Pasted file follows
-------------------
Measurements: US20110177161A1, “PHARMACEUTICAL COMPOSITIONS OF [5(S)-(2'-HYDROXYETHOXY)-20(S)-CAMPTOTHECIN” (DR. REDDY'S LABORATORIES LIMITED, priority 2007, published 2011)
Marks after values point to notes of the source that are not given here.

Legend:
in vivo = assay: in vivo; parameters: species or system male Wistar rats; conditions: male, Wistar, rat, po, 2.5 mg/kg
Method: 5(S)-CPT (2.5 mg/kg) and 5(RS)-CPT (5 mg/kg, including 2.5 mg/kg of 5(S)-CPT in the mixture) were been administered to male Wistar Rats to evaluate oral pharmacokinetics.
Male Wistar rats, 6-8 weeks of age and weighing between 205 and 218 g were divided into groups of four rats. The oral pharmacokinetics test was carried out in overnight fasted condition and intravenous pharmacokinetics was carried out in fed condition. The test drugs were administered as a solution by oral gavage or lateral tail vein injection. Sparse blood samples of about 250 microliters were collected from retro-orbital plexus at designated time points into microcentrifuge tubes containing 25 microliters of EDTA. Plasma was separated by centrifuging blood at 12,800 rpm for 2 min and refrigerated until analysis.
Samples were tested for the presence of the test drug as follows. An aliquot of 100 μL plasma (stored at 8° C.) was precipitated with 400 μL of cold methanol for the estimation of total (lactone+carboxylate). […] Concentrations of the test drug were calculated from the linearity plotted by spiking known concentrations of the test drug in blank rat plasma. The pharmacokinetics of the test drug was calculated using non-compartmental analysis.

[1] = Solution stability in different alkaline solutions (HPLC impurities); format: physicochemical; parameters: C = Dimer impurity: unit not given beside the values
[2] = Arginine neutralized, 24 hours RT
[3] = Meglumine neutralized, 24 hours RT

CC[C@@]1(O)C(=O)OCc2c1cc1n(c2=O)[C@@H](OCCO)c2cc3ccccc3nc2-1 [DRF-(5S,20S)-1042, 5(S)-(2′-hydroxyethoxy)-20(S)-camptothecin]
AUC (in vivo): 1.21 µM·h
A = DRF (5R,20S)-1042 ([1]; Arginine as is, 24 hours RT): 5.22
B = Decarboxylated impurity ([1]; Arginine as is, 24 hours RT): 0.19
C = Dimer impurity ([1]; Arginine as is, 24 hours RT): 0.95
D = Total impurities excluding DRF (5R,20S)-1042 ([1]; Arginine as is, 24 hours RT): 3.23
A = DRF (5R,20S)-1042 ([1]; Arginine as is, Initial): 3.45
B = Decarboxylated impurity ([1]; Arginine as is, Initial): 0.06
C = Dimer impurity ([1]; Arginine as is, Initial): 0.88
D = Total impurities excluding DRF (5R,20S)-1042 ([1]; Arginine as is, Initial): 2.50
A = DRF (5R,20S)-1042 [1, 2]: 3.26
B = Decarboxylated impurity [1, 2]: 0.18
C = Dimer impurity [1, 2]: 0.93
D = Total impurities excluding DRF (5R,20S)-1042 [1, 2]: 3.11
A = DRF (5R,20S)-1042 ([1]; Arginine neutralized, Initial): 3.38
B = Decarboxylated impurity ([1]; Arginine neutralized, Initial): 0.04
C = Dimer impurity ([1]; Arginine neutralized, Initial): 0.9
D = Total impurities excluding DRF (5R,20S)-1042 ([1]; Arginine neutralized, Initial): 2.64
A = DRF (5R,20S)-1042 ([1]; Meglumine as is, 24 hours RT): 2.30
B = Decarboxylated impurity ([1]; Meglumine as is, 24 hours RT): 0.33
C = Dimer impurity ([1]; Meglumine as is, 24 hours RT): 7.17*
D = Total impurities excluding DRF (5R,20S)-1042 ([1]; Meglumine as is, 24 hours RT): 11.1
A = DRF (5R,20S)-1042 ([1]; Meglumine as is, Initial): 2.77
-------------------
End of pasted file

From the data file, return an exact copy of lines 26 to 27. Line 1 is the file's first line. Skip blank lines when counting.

B = Decarboxylated impurity ([1]; Arginine neutralized, Initial): 0.04
C = Dimer impurity ([1]; Arginine neutralized, Initial): 0.9